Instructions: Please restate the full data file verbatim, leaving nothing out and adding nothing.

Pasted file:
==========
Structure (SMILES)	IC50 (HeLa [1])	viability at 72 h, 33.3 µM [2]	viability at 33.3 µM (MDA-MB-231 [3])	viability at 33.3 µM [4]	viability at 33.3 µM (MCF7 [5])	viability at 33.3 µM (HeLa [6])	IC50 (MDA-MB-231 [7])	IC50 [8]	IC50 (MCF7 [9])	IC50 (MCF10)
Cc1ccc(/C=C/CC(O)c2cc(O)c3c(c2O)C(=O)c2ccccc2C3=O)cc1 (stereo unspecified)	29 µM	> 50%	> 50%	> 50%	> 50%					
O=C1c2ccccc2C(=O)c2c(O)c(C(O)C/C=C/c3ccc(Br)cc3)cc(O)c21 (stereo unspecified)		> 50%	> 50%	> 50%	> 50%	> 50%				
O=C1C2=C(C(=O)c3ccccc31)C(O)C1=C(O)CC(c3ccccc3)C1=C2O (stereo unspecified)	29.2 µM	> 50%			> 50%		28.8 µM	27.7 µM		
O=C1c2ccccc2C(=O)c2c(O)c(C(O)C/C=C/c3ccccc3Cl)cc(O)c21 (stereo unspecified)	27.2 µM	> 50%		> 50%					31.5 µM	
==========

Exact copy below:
Structure (SMILES)	IC50 (HeLa [1])	viability at 72 h, 33.3 µM [2]	viability at 33.3 µM (MDA-MB-231 [3])	viability at 33.3 µM [4]	viability at 33.3 µM (MCF7 [5])	viability at 33.3 µM (HeLa [6])	IC50 (MDA-MB-231 [7])	IC50 [8]	IC50 (MCF7 [9])	IC50 (MCF10)
Cc1ccc(/C=C/CC(O)c2cc(O)c3c(c2O)C(=O)c2ccccc2C3=O)cc1 (stereo unspecified)	29 µM	> 50%	> 50%	> 50%	> 50%					
O=C1c2ccccc2C(=O)c2c(O)c(C(O)C/C=C/c3ccc(Br)cc3)cc(O)c21 (stereo unspecified)		> 50%	> 50%	> 50%	> 50%	> 50%				
O=C1C2=C(C(=O)c3ccccc31)C(O)C1=C(O)CC(c3ccccc3)C1=C2O (stereo unspecified)	29.2 µM	> 50%			> 50%		28.8 µM	27.7 µM		
O=C1c2ccccc2C(=O)c2c(O)c(C(O)C/C=C/c3ccccc3Cl)cc(O)c21 (stereo unspecified)	27.2 µM	> 50%		> 50%					31.5 µM	